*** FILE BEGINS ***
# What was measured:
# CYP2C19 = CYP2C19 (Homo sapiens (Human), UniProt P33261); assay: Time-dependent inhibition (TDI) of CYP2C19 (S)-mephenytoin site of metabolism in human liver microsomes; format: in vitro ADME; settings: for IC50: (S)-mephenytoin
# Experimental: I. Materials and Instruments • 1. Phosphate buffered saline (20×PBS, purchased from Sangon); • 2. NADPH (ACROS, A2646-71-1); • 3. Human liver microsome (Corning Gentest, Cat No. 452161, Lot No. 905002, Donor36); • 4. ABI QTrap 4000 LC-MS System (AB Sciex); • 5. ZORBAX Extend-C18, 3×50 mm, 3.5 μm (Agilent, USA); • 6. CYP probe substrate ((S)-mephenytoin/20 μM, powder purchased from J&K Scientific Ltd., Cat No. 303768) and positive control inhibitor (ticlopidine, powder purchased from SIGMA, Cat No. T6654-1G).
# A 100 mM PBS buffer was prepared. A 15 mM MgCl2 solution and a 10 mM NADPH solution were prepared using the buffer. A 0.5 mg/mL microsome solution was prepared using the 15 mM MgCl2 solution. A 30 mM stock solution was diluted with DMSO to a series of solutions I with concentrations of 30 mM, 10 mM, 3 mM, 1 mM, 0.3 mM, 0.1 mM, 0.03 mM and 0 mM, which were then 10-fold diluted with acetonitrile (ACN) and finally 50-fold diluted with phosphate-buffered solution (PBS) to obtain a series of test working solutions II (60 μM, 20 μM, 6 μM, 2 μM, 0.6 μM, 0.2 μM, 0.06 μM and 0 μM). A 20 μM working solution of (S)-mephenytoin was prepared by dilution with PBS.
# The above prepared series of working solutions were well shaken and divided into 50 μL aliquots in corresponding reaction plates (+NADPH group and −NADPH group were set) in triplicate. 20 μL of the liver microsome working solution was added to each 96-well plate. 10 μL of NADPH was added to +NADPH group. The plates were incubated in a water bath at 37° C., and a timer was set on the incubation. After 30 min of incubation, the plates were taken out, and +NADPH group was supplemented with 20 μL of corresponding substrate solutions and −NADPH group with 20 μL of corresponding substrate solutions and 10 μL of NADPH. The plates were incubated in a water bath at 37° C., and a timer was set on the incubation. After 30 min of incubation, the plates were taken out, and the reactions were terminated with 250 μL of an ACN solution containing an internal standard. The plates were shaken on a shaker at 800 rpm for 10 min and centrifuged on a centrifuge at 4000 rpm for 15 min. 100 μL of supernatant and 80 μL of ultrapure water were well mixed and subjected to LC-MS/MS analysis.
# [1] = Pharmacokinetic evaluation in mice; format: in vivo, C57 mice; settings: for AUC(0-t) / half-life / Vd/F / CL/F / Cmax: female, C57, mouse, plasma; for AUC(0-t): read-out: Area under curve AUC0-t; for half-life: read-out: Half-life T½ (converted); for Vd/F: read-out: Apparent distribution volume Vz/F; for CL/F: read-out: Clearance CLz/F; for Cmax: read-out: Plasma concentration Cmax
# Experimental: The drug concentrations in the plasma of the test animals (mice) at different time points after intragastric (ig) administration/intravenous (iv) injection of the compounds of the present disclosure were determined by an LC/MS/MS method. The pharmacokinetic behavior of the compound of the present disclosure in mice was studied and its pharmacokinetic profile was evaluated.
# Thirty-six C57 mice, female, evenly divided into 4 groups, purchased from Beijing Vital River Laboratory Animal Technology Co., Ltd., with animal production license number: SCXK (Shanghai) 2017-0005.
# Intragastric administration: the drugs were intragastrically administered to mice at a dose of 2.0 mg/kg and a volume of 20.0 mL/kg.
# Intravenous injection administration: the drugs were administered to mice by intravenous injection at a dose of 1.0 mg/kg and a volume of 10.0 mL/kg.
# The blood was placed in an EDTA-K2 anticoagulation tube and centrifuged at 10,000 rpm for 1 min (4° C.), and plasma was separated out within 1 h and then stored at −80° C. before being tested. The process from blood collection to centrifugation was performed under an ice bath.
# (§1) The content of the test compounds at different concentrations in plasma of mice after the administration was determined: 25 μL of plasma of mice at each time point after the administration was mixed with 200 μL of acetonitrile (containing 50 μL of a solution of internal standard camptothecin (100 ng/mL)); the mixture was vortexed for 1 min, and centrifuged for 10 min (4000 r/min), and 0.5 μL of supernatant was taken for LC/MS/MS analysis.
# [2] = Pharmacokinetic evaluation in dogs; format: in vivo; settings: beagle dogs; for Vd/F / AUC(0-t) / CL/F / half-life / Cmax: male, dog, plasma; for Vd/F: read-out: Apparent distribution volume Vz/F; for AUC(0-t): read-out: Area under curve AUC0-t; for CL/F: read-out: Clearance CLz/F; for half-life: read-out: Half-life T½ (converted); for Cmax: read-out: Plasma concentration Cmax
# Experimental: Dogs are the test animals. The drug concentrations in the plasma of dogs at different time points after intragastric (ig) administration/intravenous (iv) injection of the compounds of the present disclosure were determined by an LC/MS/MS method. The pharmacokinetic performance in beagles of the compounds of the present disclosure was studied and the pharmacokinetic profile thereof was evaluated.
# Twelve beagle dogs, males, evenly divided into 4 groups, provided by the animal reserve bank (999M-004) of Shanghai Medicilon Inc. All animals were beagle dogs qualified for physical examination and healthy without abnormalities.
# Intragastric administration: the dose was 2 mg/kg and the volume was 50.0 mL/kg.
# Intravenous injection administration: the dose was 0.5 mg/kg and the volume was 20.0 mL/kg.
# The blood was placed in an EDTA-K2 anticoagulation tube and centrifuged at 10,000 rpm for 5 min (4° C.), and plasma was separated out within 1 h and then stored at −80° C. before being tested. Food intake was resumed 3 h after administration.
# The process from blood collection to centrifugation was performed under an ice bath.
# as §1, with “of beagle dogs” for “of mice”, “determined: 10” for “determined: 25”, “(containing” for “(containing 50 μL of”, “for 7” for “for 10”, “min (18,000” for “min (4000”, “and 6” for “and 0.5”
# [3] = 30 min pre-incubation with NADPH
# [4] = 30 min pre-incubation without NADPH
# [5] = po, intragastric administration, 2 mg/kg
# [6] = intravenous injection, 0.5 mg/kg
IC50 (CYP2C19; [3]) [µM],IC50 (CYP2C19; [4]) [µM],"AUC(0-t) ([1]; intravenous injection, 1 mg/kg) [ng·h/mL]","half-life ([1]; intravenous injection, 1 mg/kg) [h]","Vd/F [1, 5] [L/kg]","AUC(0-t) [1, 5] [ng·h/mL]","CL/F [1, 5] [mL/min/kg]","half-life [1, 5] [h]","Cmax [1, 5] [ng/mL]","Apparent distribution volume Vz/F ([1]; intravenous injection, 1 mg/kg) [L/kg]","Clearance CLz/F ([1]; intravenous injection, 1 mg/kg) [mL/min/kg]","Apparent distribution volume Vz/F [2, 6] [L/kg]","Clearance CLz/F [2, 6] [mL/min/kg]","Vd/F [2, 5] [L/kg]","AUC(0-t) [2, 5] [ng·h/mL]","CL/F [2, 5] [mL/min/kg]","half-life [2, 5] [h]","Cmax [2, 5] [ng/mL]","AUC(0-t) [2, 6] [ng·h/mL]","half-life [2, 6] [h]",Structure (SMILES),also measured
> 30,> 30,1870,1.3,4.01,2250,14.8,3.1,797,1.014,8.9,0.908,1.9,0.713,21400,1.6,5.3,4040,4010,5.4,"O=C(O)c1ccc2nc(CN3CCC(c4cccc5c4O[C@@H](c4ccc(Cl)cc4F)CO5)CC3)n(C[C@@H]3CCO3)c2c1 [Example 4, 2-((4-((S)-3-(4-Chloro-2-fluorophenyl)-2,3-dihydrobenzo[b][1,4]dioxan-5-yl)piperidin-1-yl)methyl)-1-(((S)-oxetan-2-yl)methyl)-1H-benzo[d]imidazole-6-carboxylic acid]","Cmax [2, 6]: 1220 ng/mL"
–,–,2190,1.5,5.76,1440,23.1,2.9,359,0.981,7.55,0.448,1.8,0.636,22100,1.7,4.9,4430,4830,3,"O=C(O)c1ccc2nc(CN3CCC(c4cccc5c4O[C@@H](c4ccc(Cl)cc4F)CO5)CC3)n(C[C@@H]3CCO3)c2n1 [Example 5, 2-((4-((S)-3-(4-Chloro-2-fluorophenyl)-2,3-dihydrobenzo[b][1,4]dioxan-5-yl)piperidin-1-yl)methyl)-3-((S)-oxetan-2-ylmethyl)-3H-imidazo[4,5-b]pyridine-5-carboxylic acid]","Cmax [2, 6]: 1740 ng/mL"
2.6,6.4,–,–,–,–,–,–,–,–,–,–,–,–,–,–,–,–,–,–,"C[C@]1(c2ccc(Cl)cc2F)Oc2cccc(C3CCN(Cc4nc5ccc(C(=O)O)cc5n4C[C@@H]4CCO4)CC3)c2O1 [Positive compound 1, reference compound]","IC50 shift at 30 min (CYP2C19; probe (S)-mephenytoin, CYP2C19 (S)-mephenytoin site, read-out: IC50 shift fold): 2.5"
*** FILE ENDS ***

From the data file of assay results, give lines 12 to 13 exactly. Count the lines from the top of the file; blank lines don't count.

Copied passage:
# (§1) The content of the test compounds at different concentrations in plasma of mice after the administration was determined: 25 μL of plasma of mice at each time point after the administration was mixed with 200 μL of acetonitrile (containing 50 μL of a solution of internal standard camptothecin (100 ng/mL)); the mixture was vortexed for 1 min, and centrifuged for 10 min (4000 r/min), and 0.5 μL of supernatant was taken for LC/MS/MS analysis.
# [2] = Pharmacokinetic evaluation in dogs; format: in vivo; settings: beagle dogs; for Vd/F / AUC(0-t) / CL/F / half-life / Cmax: male, dog, plasma; for Vd/F: read-out: Apparent distribution volume Vz/F; for AUC(0-t): read-out: Area under curve AUC0-t; for CL/F: read-out: Clearance CLz/F; for half-life: read-out: Half-life T½ (converted); for Cmax: read-out: Plasma concentration Cmax